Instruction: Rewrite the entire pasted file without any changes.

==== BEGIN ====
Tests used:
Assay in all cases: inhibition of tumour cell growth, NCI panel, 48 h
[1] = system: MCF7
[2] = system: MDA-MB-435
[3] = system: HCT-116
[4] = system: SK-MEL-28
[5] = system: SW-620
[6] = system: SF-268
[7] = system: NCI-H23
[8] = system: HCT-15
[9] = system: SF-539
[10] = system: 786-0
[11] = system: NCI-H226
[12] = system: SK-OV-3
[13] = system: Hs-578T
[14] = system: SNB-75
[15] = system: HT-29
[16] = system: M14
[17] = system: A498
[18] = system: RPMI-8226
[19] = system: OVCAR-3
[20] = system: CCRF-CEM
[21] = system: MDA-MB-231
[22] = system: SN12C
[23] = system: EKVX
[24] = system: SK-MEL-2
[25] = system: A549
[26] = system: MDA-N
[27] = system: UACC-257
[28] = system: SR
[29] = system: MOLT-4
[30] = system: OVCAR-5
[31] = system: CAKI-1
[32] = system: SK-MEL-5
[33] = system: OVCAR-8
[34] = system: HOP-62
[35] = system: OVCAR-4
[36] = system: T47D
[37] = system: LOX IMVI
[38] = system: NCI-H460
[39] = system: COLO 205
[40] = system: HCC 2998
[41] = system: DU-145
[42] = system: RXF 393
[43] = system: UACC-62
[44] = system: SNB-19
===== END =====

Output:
Tests used:
Assay in all cases: inhibition of tumour cell growth, NCI panel, 48 h
[1] = system: MCF7
[2] = system: MDA-MB-435
[3] = system: HCT-116
[4] = system: SK-MEL-28
[5] = system: SW-620
[6] = system: SF-268
[7] = system: NCI-H23
[8] = system: HCT-15
[9] = system: SF-539
[10] = system: 786-0
[11] = system: NCI-H226
[12] = system: SK-OV-3
[13] = system: Hs-578T
[14] = system: SNB-75
[15] = system: HT-29
[16] = system: M14
[17] = system: A498
[18] = system: RPMI-8226
[19] = system: OVCAR-3
[20] = system: CCRF-CEM
[21] = system: MDA-MB-231
[22] = system: SN12C
[23] = system: EKVX
[24] = system: SK-MEL-2
[25] = system: A549
[26] = system: MDA-N
[27] = system: UACC-257
[28] = system: SR
[29] = system: MOLT-4
[30] = system: OVCAR-5
[31] = system: CAKI-1
[32] = system: SK-MEL-5
[33] = system: OVCAR-8
[34] = system: HOP-62
[35] = system: OVCAR-4
[36] = system: T47D
[37] = system: LOX IMVI
[38] = system: NCI-H460
[39] = system: COLO 205
[40] = system: HCC 2998
[41] = system: DU-145
[42] = system: RXF 393
[43] = system: UACC-62
[44] = system: SNB-19